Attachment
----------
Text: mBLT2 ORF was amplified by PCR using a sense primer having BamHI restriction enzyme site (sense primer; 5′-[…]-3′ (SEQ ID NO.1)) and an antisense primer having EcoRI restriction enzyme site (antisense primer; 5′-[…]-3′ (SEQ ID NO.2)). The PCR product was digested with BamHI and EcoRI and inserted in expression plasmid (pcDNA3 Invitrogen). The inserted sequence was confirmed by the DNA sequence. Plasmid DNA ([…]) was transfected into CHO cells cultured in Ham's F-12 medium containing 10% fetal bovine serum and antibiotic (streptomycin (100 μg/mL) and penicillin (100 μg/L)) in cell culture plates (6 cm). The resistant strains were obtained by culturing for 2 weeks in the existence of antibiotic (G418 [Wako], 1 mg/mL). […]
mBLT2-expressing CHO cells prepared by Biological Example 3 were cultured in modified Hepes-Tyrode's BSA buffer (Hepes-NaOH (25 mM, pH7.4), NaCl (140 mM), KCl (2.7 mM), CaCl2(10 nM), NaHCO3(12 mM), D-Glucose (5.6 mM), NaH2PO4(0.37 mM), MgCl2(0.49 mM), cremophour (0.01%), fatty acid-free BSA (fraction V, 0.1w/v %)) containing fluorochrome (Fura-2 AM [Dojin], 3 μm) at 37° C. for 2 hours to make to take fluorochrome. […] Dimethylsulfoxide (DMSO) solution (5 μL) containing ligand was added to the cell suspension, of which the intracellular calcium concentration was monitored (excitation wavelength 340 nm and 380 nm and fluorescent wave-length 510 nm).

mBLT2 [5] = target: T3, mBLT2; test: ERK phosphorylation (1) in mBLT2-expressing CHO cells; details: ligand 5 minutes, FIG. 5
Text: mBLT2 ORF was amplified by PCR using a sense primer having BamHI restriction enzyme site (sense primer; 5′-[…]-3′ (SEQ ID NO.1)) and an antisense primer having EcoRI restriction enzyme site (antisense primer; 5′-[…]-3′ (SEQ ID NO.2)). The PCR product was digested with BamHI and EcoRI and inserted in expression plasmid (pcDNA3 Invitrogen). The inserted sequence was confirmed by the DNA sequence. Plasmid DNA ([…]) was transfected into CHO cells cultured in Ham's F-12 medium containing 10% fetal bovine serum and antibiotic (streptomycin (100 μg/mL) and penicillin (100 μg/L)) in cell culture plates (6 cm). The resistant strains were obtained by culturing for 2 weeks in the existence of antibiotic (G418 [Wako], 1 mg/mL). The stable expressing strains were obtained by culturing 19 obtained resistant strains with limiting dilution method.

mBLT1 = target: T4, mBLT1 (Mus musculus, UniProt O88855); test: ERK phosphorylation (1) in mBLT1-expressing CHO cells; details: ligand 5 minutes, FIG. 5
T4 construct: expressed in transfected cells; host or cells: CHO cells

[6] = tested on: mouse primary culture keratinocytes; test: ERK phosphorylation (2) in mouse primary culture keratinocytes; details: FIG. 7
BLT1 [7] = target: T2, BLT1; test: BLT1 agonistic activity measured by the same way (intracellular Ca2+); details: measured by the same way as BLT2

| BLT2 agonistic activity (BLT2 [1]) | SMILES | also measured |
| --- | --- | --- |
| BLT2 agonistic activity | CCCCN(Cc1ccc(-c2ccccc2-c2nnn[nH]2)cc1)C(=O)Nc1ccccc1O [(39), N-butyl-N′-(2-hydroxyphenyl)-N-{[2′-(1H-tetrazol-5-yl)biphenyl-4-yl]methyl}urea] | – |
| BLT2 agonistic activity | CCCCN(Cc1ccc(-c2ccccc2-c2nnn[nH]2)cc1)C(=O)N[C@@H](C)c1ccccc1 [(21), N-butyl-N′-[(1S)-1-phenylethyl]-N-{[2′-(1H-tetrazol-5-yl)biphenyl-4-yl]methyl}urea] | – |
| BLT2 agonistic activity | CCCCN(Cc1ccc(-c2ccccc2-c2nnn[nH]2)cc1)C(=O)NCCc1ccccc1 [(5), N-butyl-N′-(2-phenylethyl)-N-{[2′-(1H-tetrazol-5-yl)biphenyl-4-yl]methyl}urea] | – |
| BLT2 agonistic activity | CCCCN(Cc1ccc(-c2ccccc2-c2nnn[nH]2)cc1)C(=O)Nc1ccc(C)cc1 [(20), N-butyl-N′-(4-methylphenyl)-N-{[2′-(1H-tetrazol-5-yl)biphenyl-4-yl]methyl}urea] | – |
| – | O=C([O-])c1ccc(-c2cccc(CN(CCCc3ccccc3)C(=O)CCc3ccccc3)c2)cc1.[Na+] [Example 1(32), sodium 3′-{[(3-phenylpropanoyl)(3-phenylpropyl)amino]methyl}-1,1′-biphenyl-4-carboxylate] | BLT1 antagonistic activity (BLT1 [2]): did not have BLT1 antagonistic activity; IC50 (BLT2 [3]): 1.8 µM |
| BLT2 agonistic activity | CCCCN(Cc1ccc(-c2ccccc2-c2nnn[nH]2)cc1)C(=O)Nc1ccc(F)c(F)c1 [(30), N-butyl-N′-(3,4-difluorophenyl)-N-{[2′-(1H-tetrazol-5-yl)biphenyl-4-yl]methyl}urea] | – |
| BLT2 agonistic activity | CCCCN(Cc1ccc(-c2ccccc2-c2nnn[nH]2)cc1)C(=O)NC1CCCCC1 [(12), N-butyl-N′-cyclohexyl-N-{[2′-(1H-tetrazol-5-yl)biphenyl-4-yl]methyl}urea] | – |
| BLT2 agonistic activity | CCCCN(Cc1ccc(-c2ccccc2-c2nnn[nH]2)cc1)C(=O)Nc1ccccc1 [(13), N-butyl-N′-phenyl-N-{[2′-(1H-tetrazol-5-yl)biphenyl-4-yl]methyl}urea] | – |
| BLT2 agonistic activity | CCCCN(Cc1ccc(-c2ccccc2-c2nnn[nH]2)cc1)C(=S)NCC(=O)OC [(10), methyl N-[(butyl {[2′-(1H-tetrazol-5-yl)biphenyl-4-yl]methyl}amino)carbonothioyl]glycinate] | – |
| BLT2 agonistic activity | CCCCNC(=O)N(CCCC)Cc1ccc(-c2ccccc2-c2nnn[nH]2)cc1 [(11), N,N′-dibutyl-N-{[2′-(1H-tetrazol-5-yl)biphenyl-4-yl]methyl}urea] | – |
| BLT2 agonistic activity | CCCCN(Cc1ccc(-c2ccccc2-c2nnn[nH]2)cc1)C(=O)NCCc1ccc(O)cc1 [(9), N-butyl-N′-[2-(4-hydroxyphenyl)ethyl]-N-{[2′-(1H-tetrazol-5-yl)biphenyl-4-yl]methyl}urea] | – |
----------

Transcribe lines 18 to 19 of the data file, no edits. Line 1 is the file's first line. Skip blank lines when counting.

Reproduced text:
| BLT2 agonistic activity | CCCCN(Cc1ccc(-c2ccccc2-c2nnn[nH]2)cc1)C(=O)Nc1ccccc1 [(13), N-butyl-N′-phenyl-N-{[2′-(1H-tetrazol-5-yl)biphenyl-4-yl]methyl}urea] | – |
| BLT2 agonistic activity | CCCCN(Cc1ccc(-c2ccccc2-c2nnn[nH]2)cc1)C(=S)NCC(=O)OC [(10), methyl N-[(butyl {[2′-(1H-tetrazol-5-yl)biphenyl-4-yl]methyl}amino)carbonothioyl]glycinate] | – |